So we did it!!! We survived a Disney cruise with multiple severe food allergies, had a blast, wish we had done it sooner, and plan to do it again! I wanted to be sure and post our experience because if it wasn’t for others sharing their success stories, I wouldn’t have found the courage to attempt it. My two are milk/egg/peanut and milk/egg/tree nut. We took the Disney Dream. The first day was a little bumpy. Our servers thick accent and the fact that he threw in “gluten” when he was reading our allergy sheet had us a little nervous. But he got the head server who read the same sheet and they had it right. The head server explained they take our order and the allergy sheet to the chef to make sure it can be done and then the meals are prepared in a separate area of the galley. It took a little longer the first night to get their meals, but then after dinner we pre-ordered breakfast lunch and dinner for the following day every day thereafter. They had steak and french fries with steamed vegetables, chicken tenders, hotdogs, hamburgers, pasta with olive oil, and for breakfast, they had pancakes, bacon, sausage, prepackaged dry cereals and fruit. We did pack a bag of safe snacks for during the day because it was difficult to find safe snacks on the ship without ordering room service which took a bit longer to go through the allergy process. The days that we were on Castaway Cay, their pre ordered lunch was delivered from the ship to a specified location on the island. The day that we were on Nassau, we chose not to try to find safe food at Atlantis, but just brought safe prepackaged snacks for them to eat because fresh food or unsealed food is not allowed to be brought on or off the island. For those that are severely contact allergic to dairy, I would add a cautionary note that there is unlimited soft serve ice cream on the ship and Castaway Cay and occasionally you would run into a puddle of ice cream or someone breaking the rules with ice cream in the hot tub etc. It was nice to meet a few other allergy families while on the ship and I thought it would be cool if we had a pre-planned get together. Future cruise idea I guess. Also, I did notice they had enjoy life cookies in the kids play area. The epinephrine/medication form you have to fill out to leave it with the staff in the play area mentions it should have the original label which we did not bring, however the staff said we could just write their name on the bag. Castaway Cay has the Epi-pen sign on the health building near the gift shops, FYI, but of course bring your own. I think that’s everything! I hope you too can find the courage to go out and find adventure and not let food allergies hold you back!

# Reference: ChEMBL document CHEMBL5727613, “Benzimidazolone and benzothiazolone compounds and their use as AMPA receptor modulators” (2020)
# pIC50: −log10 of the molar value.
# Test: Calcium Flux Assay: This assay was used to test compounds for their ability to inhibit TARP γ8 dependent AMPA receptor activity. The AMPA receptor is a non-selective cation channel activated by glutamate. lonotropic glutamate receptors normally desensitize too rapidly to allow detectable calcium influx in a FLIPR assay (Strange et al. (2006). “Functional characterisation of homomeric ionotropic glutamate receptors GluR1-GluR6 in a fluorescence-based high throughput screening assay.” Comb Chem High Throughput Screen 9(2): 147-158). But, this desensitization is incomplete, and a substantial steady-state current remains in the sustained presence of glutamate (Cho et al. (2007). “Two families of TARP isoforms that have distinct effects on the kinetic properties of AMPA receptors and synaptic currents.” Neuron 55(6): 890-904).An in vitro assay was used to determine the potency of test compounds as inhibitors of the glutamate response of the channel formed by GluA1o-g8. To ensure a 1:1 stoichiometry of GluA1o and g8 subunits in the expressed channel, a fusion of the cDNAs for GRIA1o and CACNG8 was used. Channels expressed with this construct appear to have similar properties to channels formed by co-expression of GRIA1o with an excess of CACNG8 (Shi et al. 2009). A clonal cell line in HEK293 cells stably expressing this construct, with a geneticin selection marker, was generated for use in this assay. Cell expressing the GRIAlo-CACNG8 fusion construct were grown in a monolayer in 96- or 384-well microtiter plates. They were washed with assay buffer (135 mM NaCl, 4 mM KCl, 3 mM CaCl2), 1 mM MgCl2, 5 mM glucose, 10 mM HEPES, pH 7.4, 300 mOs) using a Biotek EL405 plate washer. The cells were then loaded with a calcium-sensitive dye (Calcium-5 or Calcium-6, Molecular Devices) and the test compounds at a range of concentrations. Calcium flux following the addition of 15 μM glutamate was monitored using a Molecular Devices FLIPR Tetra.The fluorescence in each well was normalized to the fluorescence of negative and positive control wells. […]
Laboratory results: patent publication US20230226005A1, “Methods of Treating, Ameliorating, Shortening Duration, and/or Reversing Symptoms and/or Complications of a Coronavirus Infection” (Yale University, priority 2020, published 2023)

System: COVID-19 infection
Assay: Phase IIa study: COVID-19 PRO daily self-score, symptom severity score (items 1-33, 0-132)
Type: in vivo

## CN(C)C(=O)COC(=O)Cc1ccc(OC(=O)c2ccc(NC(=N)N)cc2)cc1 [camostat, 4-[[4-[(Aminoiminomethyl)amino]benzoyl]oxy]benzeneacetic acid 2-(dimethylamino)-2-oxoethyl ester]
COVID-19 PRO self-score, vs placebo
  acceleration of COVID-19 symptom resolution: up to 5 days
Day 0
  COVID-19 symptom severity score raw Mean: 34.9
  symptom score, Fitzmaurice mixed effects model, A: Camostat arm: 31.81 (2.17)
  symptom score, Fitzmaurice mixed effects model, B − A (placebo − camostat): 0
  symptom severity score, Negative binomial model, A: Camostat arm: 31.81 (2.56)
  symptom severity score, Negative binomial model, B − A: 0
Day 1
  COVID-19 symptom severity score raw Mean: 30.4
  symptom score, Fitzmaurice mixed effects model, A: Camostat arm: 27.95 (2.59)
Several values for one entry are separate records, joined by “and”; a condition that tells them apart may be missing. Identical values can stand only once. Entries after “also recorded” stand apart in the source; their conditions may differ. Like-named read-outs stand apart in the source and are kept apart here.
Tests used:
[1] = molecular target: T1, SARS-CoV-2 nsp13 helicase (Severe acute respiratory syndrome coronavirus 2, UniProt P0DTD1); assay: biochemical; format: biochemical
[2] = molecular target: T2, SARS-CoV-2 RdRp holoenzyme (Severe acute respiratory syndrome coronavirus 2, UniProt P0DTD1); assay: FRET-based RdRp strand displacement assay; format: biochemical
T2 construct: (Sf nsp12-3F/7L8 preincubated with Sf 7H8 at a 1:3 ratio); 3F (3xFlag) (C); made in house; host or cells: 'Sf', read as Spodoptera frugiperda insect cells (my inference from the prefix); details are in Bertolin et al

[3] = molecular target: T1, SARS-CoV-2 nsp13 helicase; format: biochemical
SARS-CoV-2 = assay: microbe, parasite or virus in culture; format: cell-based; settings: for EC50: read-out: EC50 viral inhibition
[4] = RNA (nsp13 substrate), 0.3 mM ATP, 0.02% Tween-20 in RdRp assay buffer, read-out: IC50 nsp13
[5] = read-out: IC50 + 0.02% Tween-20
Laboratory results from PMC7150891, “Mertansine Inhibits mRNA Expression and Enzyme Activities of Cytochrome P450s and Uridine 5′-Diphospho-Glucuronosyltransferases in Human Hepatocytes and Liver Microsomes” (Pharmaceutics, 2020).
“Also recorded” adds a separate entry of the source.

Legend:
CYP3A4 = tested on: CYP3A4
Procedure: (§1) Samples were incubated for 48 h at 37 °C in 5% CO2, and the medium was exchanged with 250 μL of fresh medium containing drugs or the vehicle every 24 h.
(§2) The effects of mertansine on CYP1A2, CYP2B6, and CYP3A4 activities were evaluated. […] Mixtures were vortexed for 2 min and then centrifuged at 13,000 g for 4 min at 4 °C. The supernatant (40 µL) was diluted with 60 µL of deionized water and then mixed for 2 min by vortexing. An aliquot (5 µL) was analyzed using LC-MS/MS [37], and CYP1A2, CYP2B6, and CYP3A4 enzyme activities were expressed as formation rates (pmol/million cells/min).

When I was pregnant with my son, I worried about the possibility of my second child also having food allergies. My friend had said, “He won’t have allergies too. It would be like lightning striking in the same place twice.”
Well. He did. He has all of his sister’s allergies plus one more.
I recently found out about a doctor near us who provides private practice OIT, or oral immunotherapy. Oral immunotherapy is a process that slowly enables your body to develop a tolerance to an allergen, like allergy shots would for seasonal allergies. We’ve known it’s been around for some years now, but previously only at major research hospitals several states away. We visited this new allergist and left feeling optimistic. He wanted to challenge my son with baked milk and baked egg first, to see if he could tolerate it and then use the baked products for a while to hasten his tolerance to milk and egg, a form of modified OIT, if you will. From what I understand (and I am no expert!), the normal OIT process starts with just a speck of your allergen, say peanut flour, then you (carefully, methodically, and always under the supervision of a skilled physician!) increase the amount every week or two weeks over months, sometimes years. You graduate from peanut flour in liquid, to peanut flour in capsules, to…peanuts! Then you continue to eat your daily “maintenance” peanuts for life to avoid the allergy returning. He would still always have those allergies, and still always need to carry an Epi-pen, but his chance of reaction would be diminished while his freedom would greatly increase.
The day of his baked milk challenge, I was nervous, of course. We got up very early and made the 2 hour drive to the office. I felt good about it, and so did he, but we were all a bit worried that it could end poorly… like with an epinephrine shot and a trip to the hospital. If he was nervous, you wouldn’t have known it. He had two muffins to finish. First a small piece, then a bigger bite, then another. The process went on for about two hours, spacing each about 20-30 minutes apart. I kept trying to watch him without staring at him. Lol. At one point, he bent over to stretch, and I was all, “What’s the matter?! Does your stomach hurt?! Are you ok?!” Turns out he was just bored and stretching. Uneventful. That’s what it was. I’m still amazed. All this time, perhaps, he could have been having things with baked milk in them to help him outgrow his allergy. Of course, things have to baked at a certain temp for a certain duration to change the protein, so we still have to be careful. When I asked him if he was nervous, he said, “At first, but then once I realized it didn’t taste bad, I was fine.” Leave it to my son not to be worried that he has to eat something life-threatening, but that it might be “yucky”!
He is my lightning. He surprises me daily. He is brave, smart, strong, fast, thankful, helpful, and loving. Everything he does is intense… like lightning. 🙂